Pines of Sarasota President/CEO John Overton wants you to know, “You don’t have to die to come here.”
Pines of Sarasota offers so many useful programs that Overton believes are worthy of promoting in the community.
“I believe if we can keep seniors in their homes for as long as possible, that’s where we want to be, so we’re providing the education for caregivers so it’s a win-win situation for everyone,” said Overton.
The Pines Education Institute of Southwest Florida has been created to provide education for staff and family members on topics relating to taking care of seniors. In addition, Pines of Sarasota employs nine full-time occupational, speech and physical therapists in its rehab center, which also offers outpatient rehab. Overton believes Pines of Sarasota is providing Alzheimer’s/dementia care that other places can’t, or won’t, provide.
Starting with six elderly men, Pines of Sarasota began in 1948 and was originally sponsored by Downtown Sarasota Kiwanis Club (which it continues to be supported by — Overton is president of the board).
“Pines of Sarasota has been doing this work for as long as, or longer than, anyone else in the state of Florida,” said Overton. “Pines opened 18 years before Medicare and Medicade were passed into law.”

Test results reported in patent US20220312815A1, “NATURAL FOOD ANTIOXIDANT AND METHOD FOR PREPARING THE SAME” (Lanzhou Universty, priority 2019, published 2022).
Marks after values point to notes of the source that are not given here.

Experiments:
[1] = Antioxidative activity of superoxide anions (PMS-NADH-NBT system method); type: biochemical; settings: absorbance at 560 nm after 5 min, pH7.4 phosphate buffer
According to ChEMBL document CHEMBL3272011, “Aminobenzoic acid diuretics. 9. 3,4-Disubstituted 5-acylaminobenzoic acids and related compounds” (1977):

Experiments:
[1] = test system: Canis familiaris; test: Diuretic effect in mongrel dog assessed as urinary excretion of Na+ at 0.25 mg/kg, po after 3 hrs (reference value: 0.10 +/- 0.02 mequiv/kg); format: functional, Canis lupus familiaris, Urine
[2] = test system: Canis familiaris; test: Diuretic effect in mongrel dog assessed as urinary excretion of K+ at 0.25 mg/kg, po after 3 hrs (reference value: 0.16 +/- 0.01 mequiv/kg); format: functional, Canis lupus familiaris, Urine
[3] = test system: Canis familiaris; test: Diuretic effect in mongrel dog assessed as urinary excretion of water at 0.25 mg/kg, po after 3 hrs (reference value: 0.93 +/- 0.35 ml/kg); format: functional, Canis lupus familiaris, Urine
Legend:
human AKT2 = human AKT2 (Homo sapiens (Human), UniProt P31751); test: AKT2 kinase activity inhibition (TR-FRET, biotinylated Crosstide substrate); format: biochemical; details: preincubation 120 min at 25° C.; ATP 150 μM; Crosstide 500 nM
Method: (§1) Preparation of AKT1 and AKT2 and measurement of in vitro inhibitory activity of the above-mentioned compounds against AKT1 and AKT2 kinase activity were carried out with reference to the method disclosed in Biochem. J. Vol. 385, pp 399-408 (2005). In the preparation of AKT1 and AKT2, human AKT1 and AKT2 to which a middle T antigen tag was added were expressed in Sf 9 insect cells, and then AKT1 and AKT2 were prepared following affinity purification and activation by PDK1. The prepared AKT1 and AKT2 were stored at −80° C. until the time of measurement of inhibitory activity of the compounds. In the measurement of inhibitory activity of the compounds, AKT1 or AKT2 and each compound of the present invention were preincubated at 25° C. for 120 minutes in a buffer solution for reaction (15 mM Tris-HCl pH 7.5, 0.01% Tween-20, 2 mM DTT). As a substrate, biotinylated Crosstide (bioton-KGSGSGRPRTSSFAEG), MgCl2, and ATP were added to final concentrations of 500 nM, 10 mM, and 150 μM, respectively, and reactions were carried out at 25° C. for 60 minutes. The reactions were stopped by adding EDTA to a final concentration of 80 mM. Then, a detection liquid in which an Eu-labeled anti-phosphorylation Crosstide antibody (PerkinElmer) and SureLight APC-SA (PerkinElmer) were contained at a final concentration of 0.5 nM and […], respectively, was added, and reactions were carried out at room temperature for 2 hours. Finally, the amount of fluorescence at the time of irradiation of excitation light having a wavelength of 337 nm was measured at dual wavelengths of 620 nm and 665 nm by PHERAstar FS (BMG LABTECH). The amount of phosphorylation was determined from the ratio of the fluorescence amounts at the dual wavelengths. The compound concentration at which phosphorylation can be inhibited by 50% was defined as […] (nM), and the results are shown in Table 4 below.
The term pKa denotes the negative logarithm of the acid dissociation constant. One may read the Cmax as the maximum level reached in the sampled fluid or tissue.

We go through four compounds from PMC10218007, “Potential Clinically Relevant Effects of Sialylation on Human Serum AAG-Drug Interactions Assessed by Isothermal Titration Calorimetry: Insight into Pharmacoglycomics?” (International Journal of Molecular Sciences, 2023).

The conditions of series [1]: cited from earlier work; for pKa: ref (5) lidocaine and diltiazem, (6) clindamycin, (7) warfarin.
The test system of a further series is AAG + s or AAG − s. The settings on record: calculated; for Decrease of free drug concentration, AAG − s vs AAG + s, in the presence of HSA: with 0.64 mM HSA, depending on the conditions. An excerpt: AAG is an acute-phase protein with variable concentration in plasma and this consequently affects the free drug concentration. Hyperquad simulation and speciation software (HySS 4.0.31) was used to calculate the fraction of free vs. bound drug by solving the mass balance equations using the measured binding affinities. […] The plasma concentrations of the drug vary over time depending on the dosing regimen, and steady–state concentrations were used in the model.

Overton, on staff since 2001, follows this slogan: “Management builds the people and the people build the organization.”
He believes in being closely involved with the workforce and wants his organization to continually be recognized.
“We continue to conduct ourselves in a manner that people who want to work in long-term care will want to work here,” said Overton. “And, if you know someone who needs long-tem care, we’d be recognized as the premiere provider. The ultimate goal is that people can chose anywhere, but they choose here.”
AT A GLANCE
Address: 1501 N. Orange Ave., Sarasota
Start date: 1948
Number of employees when started: Four
Number of employees now: 350 full- and part-time employees
Advice: “Keep closely involved with your workforce because they are the folks that build the organization.”
Biggest challenge: “Dealing with a declining reimbursement from state funding to take care of these folks and building occupancy despite those pressures.”
Where do you see your business one year from now? “Continuing to spotlight our rehab center and outpatient services.”